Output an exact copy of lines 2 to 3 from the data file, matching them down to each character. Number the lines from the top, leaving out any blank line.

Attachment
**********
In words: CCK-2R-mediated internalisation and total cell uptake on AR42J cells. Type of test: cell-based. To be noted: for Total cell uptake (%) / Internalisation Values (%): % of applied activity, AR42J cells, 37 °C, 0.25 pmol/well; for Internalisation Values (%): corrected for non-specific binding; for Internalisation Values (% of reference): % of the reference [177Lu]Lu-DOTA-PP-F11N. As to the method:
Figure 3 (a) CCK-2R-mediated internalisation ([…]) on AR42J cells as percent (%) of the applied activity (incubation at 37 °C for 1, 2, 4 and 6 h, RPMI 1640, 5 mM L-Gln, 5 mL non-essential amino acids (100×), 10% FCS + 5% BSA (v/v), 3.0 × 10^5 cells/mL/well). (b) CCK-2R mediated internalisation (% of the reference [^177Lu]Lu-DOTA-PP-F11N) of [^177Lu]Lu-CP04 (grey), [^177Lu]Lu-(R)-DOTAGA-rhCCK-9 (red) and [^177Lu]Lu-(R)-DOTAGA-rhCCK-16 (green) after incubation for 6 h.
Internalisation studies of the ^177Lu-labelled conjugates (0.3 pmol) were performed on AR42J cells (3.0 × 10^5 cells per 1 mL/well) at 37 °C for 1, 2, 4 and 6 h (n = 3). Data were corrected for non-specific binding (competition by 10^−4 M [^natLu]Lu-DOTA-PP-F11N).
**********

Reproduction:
Figure 3 (a) CCK-2R-mediated internalisation ([…]) on AR42J cells as percent (%) of the applied activity (incubation at 37 °C for 1, 2, 4 and 6 h, RPMI 1640, 5 mM L-Gln, 5 mL non-essential amino acids (100×), 10% FCS + 5% BSA (v/v), 3.0 × 10^5 cells/mL/well). (b) CCK-2R mediated internalisation (% of the reference [^177Lu]Lu-DOTA-PP-F11N) of [^177Lu]Lu-CP04 (grey), [^177Lu]Lu-(R)-DOTAGA-rhCCK-9 (red) and [^177Lu]Lu-(R)-DOTAGA-rhCCK-16 (green) after incubation for 6 h.
Internalisation studies of the ^177Lu-labelled conjugates (0.3 pmol) were performed on AR42J cells (3.0 × 10^5 cells per 1 mL/well) at 37 °C for 1, 2, 4 and 6 h (n = 3). Data were corrected for non-specific binding (competition by 10^−4 M [^natLu]Lu-DOTA-PP-F11N).